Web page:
The Canadian penny is slowly being phased out and to be honest I won’t miss having to carry them around in my wallet or hunting them down in the crevices of my car when grabbing coffee at the drive through. However, I am sure they will be missed in the old penny loafers and in small children’s piggy banks. I remember how rich I thought I was because of the all the pennies I had saved; if only the ‘volume’ of money could create that same feeling for me today.
Did you know….
- In 1797 the first British copper penny was struck and minted on a steam-powered press designed by James Watt and Matthew Boulton.
- Until 1996 pennies were made mostly of copper.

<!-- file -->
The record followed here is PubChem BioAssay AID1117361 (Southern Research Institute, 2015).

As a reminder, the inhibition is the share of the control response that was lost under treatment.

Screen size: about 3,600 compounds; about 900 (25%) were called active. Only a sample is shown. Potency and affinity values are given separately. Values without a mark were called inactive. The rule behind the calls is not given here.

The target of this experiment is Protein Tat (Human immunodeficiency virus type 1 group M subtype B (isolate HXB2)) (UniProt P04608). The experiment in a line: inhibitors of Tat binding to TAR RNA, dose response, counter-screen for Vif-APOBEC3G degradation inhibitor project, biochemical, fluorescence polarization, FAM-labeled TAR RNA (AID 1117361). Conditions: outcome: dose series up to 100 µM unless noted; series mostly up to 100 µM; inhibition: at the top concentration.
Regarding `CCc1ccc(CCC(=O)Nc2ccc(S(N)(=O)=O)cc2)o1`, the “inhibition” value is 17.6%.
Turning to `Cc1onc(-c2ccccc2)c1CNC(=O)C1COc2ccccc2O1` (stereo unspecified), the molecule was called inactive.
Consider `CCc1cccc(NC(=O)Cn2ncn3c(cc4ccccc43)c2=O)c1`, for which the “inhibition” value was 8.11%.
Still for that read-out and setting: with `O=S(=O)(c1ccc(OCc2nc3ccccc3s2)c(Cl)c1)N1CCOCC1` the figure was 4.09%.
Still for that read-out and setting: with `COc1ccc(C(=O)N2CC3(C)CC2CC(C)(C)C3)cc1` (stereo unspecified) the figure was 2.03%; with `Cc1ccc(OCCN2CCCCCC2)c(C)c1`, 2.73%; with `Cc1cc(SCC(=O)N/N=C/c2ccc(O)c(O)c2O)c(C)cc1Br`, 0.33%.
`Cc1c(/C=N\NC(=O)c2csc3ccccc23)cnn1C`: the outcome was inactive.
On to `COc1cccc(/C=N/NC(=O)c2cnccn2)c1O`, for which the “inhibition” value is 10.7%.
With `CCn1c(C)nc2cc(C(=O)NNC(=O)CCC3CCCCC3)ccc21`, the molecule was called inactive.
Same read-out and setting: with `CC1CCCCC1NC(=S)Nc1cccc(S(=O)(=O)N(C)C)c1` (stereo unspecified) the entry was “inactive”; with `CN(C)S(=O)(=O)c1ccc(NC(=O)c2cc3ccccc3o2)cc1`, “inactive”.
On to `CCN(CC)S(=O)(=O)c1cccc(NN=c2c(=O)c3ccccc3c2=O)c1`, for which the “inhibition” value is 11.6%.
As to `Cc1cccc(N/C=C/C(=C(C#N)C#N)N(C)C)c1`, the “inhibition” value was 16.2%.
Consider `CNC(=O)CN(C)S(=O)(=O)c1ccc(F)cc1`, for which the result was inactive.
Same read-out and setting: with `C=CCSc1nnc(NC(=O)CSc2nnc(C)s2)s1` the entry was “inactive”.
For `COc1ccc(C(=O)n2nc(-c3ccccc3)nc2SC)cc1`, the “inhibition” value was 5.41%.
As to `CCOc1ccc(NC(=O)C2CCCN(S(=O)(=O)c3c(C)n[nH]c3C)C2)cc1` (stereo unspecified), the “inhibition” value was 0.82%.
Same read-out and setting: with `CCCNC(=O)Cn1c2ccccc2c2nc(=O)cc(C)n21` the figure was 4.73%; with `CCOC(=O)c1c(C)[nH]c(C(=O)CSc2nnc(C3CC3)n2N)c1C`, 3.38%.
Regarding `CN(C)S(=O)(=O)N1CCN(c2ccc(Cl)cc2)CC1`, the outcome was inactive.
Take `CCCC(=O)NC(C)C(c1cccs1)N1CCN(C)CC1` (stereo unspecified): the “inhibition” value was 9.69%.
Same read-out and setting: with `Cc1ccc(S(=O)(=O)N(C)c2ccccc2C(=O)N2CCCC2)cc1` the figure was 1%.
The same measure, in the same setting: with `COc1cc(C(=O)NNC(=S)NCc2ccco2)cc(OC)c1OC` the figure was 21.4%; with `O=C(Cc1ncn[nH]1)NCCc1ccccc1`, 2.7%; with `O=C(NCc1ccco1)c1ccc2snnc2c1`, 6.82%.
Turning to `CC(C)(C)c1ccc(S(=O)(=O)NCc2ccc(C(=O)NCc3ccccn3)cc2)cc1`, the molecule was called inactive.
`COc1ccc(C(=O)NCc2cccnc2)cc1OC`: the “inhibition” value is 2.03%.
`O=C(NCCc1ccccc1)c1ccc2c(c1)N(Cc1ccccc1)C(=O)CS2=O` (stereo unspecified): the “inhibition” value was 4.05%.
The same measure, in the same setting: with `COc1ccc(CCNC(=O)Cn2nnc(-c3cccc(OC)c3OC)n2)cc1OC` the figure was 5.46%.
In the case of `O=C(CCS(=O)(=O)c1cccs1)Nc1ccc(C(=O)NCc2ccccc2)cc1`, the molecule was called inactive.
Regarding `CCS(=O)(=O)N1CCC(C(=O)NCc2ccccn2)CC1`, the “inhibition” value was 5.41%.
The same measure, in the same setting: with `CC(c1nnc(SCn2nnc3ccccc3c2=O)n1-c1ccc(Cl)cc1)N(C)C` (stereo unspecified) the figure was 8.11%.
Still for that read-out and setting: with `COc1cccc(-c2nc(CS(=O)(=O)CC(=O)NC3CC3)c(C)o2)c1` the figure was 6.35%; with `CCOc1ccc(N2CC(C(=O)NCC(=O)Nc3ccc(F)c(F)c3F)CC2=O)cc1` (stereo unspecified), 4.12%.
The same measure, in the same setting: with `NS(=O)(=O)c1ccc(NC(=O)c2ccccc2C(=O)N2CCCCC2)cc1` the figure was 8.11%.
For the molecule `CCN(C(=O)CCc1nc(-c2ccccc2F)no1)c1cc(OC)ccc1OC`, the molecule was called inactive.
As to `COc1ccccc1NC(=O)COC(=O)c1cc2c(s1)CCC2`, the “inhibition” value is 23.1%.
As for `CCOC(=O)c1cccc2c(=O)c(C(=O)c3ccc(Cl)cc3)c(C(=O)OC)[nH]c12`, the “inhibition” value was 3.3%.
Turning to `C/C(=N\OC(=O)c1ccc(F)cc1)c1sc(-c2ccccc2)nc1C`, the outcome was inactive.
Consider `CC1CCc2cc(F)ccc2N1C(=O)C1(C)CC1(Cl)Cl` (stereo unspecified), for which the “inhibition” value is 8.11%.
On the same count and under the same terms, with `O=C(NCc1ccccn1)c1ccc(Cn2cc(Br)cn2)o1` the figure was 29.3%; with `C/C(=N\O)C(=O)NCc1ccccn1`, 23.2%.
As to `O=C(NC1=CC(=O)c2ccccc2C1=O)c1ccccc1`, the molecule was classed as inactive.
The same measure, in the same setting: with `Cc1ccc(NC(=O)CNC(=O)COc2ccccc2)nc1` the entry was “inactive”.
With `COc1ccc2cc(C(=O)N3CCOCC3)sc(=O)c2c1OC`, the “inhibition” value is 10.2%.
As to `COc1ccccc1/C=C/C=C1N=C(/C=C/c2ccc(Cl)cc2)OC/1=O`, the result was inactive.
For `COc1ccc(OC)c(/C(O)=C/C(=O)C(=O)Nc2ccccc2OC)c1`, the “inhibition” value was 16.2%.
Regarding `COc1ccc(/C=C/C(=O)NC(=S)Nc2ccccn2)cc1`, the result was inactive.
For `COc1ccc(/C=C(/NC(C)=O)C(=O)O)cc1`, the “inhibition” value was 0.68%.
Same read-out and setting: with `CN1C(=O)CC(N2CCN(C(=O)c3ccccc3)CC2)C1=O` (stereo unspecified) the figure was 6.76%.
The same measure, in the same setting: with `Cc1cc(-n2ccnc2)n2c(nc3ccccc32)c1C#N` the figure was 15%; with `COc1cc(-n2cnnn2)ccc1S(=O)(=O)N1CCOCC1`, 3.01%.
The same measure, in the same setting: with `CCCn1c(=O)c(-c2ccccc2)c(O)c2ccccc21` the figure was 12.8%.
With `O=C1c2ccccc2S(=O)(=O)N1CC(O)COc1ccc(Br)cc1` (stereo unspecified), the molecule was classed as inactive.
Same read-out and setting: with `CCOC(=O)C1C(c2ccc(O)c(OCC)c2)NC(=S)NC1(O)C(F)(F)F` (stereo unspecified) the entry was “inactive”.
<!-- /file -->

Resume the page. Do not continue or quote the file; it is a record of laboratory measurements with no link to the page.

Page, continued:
- Since 1997 pennies were made with copper-plated zinc or copper-plated steel.
- In 1858 Canada’s first penny was struck by the British Royal Mint in London.
- In 1908 the British Royal Mint opened a branch in Ottawa.
- In 1931 the mint became a wholly Canadian Institute and was renamed the Royal Canadian Mint.
- The 1936 dot is Canada’s most valuable penny worth over $400,000. There are only three known specimens to exist.
- In 1976 the Royal Canadian Mint officially opened and began production of circulation coins in Winnipeg.
- Since 1908 35 billion pennies have been minted.
- Total weight – 94 million kg, 103,617 tons, almost 2x the Titanic.
- Stacked up – 52,600 km high, almost 100,000 CN Towers.
- Side by Side – they would circle around the earth 16 times.
- A penny weighs roughly the same as a small Hummingbird 2.35 g.
- From 1982 – 1996 the shape of the penny changed from perfectly rounded to 12 sided.
- On May 4, 2012 the last penny was struck in Winnipeg
- On Feb 4, 2013 the Royal Canadian Mint ceased distribution of the penny
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